Your story has eery echoes of mine in that my husband and his family had the denial thing going on throughout, really even up through a period of time when the inevitable (terminal GBM with spinal metastasis - not pretty) was abundantly obvious.  Even though I had a ton of support throughout, living out his wish to pretend like it wasn't happening or could be somehow willed away nearly killed me.  But I did it.  My husband was an artist and I have come to think of the whole 18 months from his diagnosis to his death as his greatest work of art - a performance piece in which we were all actors.  It will be four years soon since his dramatic decline set in and dragged on for three months until his body finally set him free.  I was not ok for a long time and even now I carry it with me, though I have learned to live again and find a place to "put it away."  I just wanted to say that I understand and it was around 18 months when first felt like I was turning a corner - it hasn't been all smooth sailing but 18 months was when I started to live again.  Sending you love and support. 


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Re: turning a corner, I hope.
« Reply #4 on: October 07, 2016, 07:46:12 AM »
I'm sorry for all of the additional losses in your life since losing your DH.  That's a part of widowhood most of us are unprepared for, the loss of family and friends in the wake of our grief.  It's hard to let go of the hurt and anger when people aren't there to support us who should be.  I think there can be a relief when we give it up, when we stop expecting better from people and let the anger go.  I hope as your child continues to grow and cope you can build a new support system for yourself among other moms or within your community.  I know nothing takes the place of family but it can help. 

Hold onto those hopeful feelings, take good care of yourself.
You will forever be my always.


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Re: turning a corner, I hope.
« Reply #5 on: October 07, 2016, 08:28:22 AM »
Oh, Blue.  I'm so angry for you - and so glad you are or were in therapy.  I wish the positivity cult would incorporate facts/truth/realism.  Anything can have a positive bent, but delusion/denial helps no one/no situation.  I'm so sorry.  I  know we all have an allergy to the word "strong," but I don't.  When people tell me I'm strong, I feel like, "Hell yeah.  That's right."  We've survived something that feels so unbearable.  And you're doing and have done so much on your own.  Raising a small person with little aid, alone, requires so much strength (and patience and self-sacrifice).  Surviving widowhood, alone, requires so much inner strength.  I'm in the midst of the former, and did the latter (I'm 5+ years out now), and I hope you won't be offended by me saying that, as I was reading your story, my reaction was to feel that you are so strong.  Not because you haven't been defeated in moments, not because you didn't need help - you did need help, and didn't get it.  It's that whole "you can't control what happened, but you control how you deal with it" or whatever.  I admire your outlook and I'm so glad you're feeling hopeful.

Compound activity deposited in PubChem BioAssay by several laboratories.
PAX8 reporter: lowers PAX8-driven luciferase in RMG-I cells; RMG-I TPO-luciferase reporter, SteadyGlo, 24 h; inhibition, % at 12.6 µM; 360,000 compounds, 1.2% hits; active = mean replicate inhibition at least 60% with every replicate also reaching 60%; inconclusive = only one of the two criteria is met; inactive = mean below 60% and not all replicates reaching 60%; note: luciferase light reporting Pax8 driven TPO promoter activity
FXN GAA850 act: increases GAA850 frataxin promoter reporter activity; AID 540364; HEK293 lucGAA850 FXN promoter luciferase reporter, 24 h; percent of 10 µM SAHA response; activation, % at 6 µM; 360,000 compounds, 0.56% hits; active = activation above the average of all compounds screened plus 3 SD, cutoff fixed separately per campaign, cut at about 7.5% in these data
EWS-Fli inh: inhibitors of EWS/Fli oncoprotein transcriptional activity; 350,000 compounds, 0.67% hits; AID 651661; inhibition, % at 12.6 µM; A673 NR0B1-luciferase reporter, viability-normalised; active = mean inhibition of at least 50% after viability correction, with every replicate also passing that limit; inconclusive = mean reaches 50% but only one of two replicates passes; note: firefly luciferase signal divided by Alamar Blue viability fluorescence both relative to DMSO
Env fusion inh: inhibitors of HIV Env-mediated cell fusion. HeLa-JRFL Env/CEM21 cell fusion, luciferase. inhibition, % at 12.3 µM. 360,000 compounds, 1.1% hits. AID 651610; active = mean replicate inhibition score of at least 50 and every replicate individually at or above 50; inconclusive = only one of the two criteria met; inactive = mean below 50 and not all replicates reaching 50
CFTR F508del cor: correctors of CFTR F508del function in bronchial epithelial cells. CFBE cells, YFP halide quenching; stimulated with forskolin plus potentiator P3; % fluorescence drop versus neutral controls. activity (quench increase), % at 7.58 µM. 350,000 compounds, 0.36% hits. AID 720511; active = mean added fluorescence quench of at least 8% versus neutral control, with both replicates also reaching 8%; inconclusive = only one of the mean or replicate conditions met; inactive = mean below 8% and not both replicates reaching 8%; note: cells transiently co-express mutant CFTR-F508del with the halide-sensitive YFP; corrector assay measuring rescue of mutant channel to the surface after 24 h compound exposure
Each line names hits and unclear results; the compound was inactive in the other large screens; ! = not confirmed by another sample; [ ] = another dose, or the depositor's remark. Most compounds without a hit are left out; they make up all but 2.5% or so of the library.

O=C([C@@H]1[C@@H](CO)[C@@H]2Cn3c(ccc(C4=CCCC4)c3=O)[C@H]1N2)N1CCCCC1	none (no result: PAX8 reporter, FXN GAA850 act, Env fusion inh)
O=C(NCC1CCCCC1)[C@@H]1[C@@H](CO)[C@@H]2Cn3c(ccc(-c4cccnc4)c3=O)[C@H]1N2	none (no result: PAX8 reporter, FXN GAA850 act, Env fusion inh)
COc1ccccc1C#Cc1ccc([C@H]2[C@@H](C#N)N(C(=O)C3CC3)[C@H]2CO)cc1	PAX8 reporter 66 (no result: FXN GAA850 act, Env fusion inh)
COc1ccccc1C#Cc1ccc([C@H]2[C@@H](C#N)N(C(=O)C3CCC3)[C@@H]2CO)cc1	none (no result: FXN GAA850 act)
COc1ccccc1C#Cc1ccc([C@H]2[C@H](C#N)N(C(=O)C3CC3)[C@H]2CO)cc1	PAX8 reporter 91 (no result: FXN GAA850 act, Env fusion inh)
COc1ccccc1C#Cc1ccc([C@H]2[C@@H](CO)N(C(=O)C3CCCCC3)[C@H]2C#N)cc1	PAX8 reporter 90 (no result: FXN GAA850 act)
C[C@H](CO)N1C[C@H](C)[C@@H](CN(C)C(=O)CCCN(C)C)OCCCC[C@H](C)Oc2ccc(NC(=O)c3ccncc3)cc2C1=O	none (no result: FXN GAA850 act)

widowed 2011 (DH 28)


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Re: turning a corner, I hope.
« Reply #6 on: October 07, 2016, 10:00:46 AM »
I read your writing, and it is so difficult to read, and YOU lived it.  I can't explain how humans respond to this life/death situation.  It is a guarantee we will not get out alive in this world for ALL of us, but how we treat each other is a spectrum of  the best to the worst in humanity. 

I am glad you are at a turning point.  Everyone here has a story, but some are so much harder to bear (looking backwards, it can be seen, but not in the middle of it.)  I hope you build a wall of support and can use this board.  I am the helper/caretaker.  I had help, but my own pride and need to be strong kept me from reaching out when I needed to do so, giving the illusion I could handle it. You can hopefully build that wall of support, reach for it when needed as you have been on your own for so long. 

Lifting you  up.


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Re: turning a corner, I hope.
« Reply #7 on: October 07, 2016, 10:09:23 AM »

 I’m still as lonely as fuck but I do believe things will get better. That’s something.

Yes it is - more than just something, that's the most important thing!

Don't worry too much about the lack of support from the in-laws. Yes, that hurts a ton but it is far worse to be surrounded by them when they are shitty. You're better off without them.

The tiredness will pass - the sense of aimlessness will pass. The key to getting better is the belief that it will get better. You are on the right path.

Hang in there - I'm pulling for you.

Best wishes - Mike

The one who blesses others is abundantly blessed; those who help others are helped. (Proverbs 11:25)


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Re: turning a corner, I hope.
« Reply #8 on: October 07, 2016, 02:30:56 PM »
I am sort of mad for you after reading your post. It was not fair of the inlaws to put that much pressure on you and for not letting you take the opportunity and help hospice could have given you at the time and help alleviate your stresses. The fact that they didn't support you at all after the fact is just as disappointing.

You need to give yourself much credit. You got through this despite their inconsiderate actions and under a wave of grief. Okay they are grieving too but it's no competition on whose grief is greater but their actions were not helpful or supportive in anyway. I agree they are best cast off. Big kudos to your mom for being there.

You have a good attitude. Keep it up - that's the challenge when we get tired, weary and lonely. Hugs to you today!


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Re: turning a corner, I hope.
« Reply #9 on: October 10, 2016, 04:59:03 PM »
Thank you for sharing your story. I'm so sorry for all that you have been through and having essentially all of it fall on your shoulders alone. I agree that you've shown great strength. I realize the energy that takes. It is good to hear you feel like you are turning a corner and have some positive feelings that things will get better.

Without you, Baby, I'm not me.


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Re: turning a corner, I hope.
« Reply #10 on: October 10, 2016, 10:43:53 PM »
Thanks for sharing your story. I lost my husband of 23 years to an accident rather than an illness, but I could still relate to so much of the hurt and anger you have felt with the inlaws' behavior. It will be four years this month that I lost D, and  admittedly I still have some unresolved feelings of anger and hurt regarding the egregious and entitled behavior of my inlaws after D died. It is much better, thankfully, but I get what you said about turning a corner. Any sort of progress  through this hellish hand we have been dealt feels just a tiny bit good.